'Elite' students on the right track

ELITE: From left, Whyalla High School student Ashalea Perry, Kamaya Wyatt and Tashani Wyatt have been selected for the SAASTA Elite Academy.

ELITE: From left, Whyalla High School student Ashalea Perry, Kamaya Wyatt and Tashani Wyatt have been selected for the SAASTA Elite Academy.

Three students from Whyalla High School recently gained access to a special pathway after achieving positive results in the school's South Australian Aboriginal Secondary Training Academy (SAASTA) program.

Year 9 students Tashani Wyatt (netball) and Ashalea Perry (basketball) and Year 10 student Kamaya Wyatt (netball) have been selected for the Elite Academy within SAASTA after delivering stand-out performances in training.

The trio participated in netball and basketball trials in Adelaide where they impressed selectors and secured a pathway into the Elite Academy.

"Going down to Adelaide and playing with other girls was a really good experience," Kamaya said.

As part of the Elite Academy the students will travel overseas to compete in Scotland and New Zealand, playing for local clubs and gaining important experience.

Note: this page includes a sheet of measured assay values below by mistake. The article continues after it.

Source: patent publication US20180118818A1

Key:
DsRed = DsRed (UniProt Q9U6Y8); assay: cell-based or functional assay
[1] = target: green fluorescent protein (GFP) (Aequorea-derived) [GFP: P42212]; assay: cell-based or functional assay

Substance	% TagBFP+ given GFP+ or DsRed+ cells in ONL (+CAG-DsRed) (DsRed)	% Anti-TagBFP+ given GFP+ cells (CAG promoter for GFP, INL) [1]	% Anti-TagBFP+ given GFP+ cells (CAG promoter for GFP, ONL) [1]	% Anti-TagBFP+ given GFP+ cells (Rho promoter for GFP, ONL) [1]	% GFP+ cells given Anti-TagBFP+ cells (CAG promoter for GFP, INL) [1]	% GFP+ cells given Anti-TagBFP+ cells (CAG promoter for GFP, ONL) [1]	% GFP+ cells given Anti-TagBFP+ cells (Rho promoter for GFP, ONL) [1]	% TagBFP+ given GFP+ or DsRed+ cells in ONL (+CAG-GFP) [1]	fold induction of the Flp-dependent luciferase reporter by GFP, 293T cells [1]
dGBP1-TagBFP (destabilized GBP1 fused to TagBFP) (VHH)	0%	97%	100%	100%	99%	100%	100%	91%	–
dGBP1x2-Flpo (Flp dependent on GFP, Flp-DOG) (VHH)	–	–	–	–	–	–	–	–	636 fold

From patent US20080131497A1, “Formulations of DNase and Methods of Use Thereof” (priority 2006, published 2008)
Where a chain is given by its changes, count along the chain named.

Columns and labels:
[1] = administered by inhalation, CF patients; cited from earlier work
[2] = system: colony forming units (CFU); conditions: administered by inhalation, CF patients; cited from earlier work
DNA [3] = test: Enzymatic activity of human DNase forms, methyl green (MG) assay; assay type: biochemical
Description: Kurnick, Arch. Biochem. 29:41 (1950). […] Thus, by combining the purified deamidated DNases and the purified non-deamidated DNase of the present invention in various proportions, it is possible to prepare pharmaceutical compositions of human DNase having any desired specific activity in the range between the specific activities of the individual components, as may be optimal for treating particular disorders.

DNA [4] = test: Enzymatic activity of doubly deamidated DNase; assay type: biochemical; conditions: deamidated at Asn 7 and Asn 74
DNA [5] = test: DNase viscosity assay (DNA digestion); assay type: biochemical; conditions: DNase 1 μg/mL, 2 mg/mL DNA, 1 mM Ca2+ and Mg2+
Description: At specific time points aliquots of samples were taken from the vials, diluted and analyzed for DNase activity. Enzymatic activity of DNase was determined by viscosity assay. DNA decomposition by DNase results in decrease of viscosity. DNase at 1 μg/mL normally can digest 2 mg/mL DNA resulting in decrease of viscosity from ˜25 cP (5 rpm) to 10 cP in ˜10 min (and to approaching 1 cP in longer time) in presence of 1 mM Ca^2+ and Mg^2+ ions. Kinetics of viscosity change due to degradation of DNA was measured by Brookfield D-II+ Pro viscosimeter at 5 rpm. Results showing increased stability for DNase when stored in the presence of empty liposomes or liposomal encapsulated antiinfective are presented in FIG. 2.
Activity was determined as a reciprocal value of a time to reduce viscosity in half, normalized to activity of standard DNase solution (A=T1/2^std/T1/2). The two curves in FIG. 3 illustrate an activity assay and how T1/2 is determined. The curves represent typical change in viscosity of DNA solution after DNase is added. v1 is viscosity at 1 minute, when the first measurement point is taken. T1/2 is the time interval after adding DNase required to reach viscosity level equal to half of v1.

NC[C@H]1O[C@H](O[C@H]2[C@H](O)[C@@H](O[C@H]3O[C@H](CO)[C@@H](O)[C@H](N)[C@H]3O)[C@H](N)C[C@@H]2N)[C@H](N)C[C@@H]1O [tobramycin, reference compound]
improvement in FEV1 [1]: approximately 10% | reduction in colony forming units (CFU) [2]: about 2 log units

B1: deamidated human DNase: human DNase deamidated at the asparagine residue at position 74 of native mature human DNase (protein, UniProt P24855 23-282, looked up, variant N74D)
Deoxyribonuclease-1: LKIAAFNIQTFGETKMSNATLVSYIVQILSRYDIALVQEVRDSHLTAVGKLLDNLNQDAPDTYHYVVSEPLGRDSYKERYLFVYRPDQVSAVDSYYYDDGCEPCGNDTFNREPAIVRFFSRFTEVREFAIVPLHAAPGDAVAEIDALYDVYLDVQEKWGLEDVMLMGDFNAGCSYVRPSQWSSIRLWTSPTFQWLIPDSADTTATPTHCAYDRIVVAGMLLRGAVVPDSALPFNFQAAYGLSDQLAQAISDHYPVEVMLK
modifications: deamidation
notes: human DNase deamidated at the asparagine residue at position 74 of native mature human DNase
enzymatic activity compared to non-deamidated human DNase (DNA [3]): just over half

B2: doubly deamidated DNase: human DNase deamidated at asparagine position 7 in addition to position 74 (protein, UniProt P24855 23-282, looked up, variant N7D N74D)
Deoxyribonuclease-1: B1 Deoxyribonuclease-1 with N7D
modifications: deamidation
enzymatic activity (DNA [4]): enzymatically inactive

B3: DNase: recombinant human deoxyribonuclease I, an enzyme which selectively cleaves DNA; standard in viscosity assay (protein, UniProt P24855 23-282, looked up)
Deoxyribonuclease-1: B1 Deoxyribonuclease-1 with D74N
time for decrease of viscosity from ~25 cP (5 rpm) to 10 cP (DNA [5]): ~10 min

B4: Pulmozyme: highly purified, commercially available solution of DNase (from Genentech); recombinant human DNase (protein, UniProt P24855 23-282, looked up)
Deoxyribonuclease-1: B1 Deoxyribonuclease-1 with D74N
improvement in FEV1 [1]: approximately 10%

"It will be our first time going overseas, we're looking forward to it," Tashani said.

SAASTA provides Aboriginal students in Year 10, 11 and 12 with a course that focuses on culture and sport and can lead to a variety of career pathways.

Program Teacher Jacob Ellidge said there were opportunities to pursue a career in sport or a trade on the students' desired pathway.

Last year Tyson Richman was chosen to travel to China and New Zealand to play footy through the SAASTA Elite program, however he also secured an apprenticeship and decided to follow that pathway.

"Ash could end up being an elite basketballer through the program but they still give you the opportunity to follow a career pathway, whatever that may be," he said.

"The netball girls might end up playing at an elite level in Australia or internationally depending on how well they go."

Mr Ellidge said it was great to watch the girls develop through the program.

"It's amazing, they had the confidence to go to Adelaide and make the decision to pack up from their life in Whyalla and go to the big city. That was a huge decision for them and their families," he said.

"But it's what they needed to do to get onto that Elite pathway."